void InitStack(LinkStack &s){ S=NULL; return OK; }
3.2.4.2 judge whether the chain stack is empty
Status StackEmpty(LinkStack S){ if(S==NULL) return true; else return false }
3.2.4.3 chain stacking
Status Push(LinkStack &S, SElemType e){ p=new StackNode; //New production node P p>data=e; //Set the new node data field to e p>next=S; //Insert the new node into the top of the stack S=p; //Modify stack top pointer return OK; }
3.2.4.4 chain stack exit
Status Pop(LinkStack &S, SElemType e){ if(S==NULL) return error; e = S> data; p = S; S = S> next; delete p; return OK; }
3.2.4.5 stack top elements
Status Pop(LinkStack &S, SElemType e){ if(S!=NULL) return S>next; }
3.3 stack and recursion
3.3.1 definition of recursion

If part of the an object contains itself, or it defines itself, object is said to be recursive

If a procedure calls itself directly or indirectly, it is called a recursive procedure
Recursive problem  solved by divide and conquer method
 Divide and conquer method: for a more complex problem, it can be decomposed into several relatively simple sub problems with the same or similar solution
Three necessary conditions
 It can transform a problem into a new problem, and the solution of the new problem is the same or similar to that of the original problem. The only difference is the processing objects, and these processing objects change regularly
 The problem can be simplified through the above transformation
 There must be an explicit recursive exit, or recursive boundary
General form of algorithm for solving recursive problem by divide and conquer method:
void p(Parameter table){ if(Recursive end condition) can be solved directly  Basic item else p(Smaller parameter)  inductive term }
example:
3.3.2 advantages and disadvantages of recursion
Advantages: clear structure and easy to read program
Disadvantages: each call needs to generate a work record, save the status information and put it on the stack; When returning, you need to get out of the stack and reply to the status information. High time cost
3.4 queue representation and operation implementation
Queue storage methods are divided into sequential queue and chain queue
3.4.1 representation of sequential queue
#define MAXQSIZE 100 // Maximum queue length Typedef struct{ QElemType *base // Initialize dynamically allocated space int front //Head pointer int rear //Tail pointer }SqQueue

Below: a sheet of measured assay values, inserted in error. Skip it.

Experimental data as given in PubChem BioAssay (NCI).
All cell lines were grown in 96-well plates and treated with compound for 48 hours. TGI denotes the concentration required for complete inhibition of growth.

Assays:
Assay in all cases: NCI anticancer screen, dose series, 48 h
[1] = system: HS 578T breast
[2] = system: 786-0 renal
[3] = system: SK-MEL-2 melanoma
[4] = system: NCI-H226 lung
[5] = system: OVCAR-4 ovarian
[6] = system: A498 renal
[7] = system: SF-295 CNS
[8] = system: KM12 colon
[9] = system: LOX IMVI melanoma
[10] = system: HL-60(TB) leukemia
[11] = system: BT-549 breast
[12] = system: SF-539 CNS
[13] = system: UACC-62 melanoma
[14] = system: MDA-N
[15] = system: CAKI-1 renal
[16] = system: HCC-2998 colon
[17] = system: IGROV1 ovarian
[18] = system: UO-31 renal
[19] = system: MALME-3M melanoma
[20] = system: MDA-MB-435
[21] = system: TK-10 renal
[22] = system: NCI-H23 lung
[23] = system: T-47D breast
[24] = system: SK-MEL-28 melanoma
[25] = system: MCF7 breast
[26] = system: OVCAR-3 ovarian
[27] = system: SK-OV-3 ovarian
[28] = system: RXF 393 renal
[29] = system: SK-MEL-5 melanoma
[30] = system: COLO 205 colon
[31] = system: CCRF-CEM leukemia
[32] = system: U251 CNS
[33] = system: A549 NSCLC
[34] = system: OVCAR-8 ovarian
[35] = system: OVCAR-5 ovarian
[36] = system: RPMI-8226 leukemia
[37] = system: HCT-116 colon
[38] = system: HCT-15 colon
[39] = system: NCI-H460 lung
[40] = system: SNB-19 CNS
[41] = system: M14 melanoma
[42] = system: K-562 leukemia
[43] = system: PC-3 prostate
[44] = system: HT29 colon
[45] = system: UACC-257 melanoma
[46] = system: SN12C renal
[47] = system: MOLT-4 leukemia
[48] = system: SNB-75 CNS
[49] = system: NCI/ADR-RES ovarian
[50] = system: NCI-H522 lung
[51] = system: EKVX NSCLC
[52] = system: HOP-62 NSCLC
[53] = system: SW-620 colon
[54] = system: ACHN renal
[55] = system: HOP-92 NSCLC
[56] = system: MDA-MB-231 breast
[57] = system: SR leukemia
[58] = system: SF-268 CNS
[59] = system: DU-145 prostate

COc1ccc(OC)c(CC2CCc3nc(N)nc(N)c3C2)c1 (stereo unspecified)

True overflow: that is, all elements are full
False overflow: that is, the element is not full
A method to solve false overflow  circular queue
But circular queues pose a problem
Team empty: front==rear
Team full: front==rear
Solution:
1. Another sign shall be set to distinguish between empty and full teams
2. Set another variable to record the number of elements, for example: count
3. Use one less element space
3.4.2 algorithm
3.4.2.1 queue initialization
Status InitQueue(SqQueue &Q){ Q.base = new QElemType[MAXSIZE] //Allocate array space if(!Q.base) exit (OVERFLOW); // Storage allocation failed, Q.front = Q.rear = 0; // The head pointer and tail pointer are set to 0, and the queue is empty. return OK;}
3.4.2.2 calculating queue length
int InitQueue(SqQueue &Q){ return (Q.rearQ.front+MAXQSIZE)%MAXQSIZE);}
3.4.2.3 queue entry
Status EnQueue(SqQueue &Q,QElemType &e){ if((Q.rear+1)%MAXQSIZE==Q.front) return ERROR;//Team full Q.base[Q.raer]=e; // New elements are added to the tail of the team. Q.raer=(Q.raer)%MAXQSIZE; // End of line pointer + 1 return OK;}
3.4.2.4 queue out
Status DeQueue(SqQueue &Q,QElemType &e){ if(Q.front==Q.rear) return ERROR; //Team air e=Q.base[Q.front]; // Save queue header element Q.front=(Q.front+1)%MAXQSIZE // Team leader pointer + 1 return OK;}
3.4.2.5 take team head element
SElemType GetHead(SqQueue Q){ if(Q.front!=Q.rear) //Queue is not empty return Q.base[Q.front]; // Returns the value of the queue head pointer element. The queue head pointer remains unchanged}
3.4.3 representation and implementation of chain team
typedef struct { QuenePtr front; //Queue head pointer QuenePtr rear; // End of queue pointer} LinkQueue
3.4.4 algorithm
3.4.4.1 chain team initialization
Status InitQueue(LinkQueue &Q){ Q.front = Q.rear =(QueuePtr)malloc(sizeof(QNode)); if(!Q.front) exit (OVERFLOW); Q.front>next = NULL; return OK;}
3.4.4.2 chain team destruction
Status DestroyQueue(LinkQueue &Q){ whlie(Q.front){ p=Q.front>next; free(Q.front); Q.frontp; } return OK;}
3.4.4.3 join the chain team
Status DestroyQueue(LinkQueue &Q,QElemType &e){ p=(QueuePtr)malloc(sizeof(QNode)); if(!P) exit(OVERFLOW); P>data=e; p>next=NULL; Q.rearnext=p; Q.rear=p; return OK;}
3.4.4.4 chain team out
Status DestroyQueue(LinkQueue &Q,QElemType &e){ if(Q.front==Q.rear) return ERROR; p=Q.front>next; e=p>data; Q.frontnext=p>next; if(Q.raer==p)Q.rear=Q.front; delete p; return OK;}
3.4.4.5 chain team take team head element
Status DestroyQueue(LinkQueue &Q,QElemType &e){ if(Q.front==Q.rear) return ERROR; e=Q.frontnext>data; return OK;}